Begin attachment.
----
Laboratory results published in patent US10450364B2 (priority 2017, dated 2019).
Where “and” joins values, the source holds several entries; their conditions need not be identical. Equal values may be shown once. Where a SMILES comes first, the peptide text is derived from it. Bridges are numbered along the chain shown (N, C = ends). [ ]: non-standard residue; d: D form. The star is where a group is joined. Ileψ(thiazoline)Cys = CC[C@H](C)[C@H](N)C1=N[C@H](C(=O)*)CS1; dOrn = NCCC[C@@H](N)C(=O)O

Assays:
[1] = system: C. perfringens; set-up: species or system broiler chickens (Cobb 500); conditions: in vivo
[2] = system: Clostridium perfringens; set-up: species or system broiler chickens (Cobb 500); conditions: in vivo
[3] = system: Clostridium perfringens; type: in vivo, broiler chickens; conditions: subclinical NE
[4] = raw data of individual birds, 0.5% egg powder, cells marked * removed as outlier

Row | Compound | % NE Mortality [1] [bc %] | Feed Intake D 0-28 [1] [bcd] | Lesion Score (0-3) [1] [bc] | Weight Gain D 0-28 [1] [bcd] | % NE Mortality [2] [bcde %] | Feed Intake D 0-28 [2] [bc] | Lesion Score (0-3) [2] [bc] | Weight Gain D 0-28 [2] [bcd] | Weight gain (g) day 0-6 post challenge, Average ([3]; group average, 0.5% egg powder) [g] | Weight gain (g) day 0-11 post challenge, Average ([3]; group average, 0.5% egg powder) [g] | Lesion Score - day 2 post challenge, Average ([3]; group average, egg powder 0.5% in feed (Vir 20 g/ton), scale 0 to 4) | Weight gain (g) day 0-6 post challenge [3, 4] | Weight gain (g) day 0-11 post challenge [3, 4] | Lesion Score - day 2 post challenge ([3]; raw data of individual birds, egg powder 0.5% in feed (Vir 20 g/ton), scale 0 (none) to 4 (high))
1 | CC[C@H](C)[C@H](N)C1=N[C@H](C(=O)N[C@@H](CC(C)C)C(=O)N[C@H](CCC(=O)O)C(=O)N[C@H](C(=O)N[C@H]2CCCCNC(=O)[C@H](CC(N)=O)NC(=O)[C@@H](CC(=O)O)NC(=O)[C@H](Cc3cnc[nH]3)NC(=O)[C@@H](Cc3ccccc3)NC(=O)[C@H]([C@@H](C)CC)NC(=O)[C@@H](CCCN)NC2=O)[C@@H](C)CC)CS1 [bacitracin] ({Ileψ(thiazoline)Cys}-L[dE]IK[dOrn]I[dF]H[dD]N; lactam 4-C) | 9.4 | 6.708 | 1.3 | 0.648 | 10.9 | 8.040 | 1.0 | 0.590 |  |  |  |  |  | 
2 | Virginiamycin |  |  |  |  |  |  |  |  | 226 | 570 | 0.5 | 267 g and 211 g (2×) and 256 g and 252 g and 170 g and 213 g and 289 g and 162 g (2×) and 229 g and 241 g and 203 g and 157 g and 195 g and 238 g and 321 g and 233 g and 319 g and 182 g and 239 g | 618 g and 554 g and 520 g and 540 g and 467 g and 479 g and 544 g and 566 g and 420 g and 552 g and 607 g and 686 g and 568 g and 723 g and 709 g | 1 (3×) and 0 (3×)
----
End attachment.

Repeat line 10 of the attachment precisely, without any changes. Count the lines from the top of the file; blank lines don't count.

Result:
2 | Virginiamycin |  |  |  |  |  |  |  |  | 226 | 570 | 0.5 | 267 g and 211 g (2×) and 256 g and 252 g and 170 g and 213 g and 289 g and 162 g (2×) and 229 g and 241 g and 203 g and 157 g and 195 g and 238 g and 321 g and 233 g and 319 g and 182 g and 239 g | 618 g and 554 g and 520 g and 540 g and 467 g and 479 g and 544 g and 566 g and 420 g and 552 g and 607 g and 686 g and 568 g and 723 g and 709 g | 1 (3×) and 0 (3×)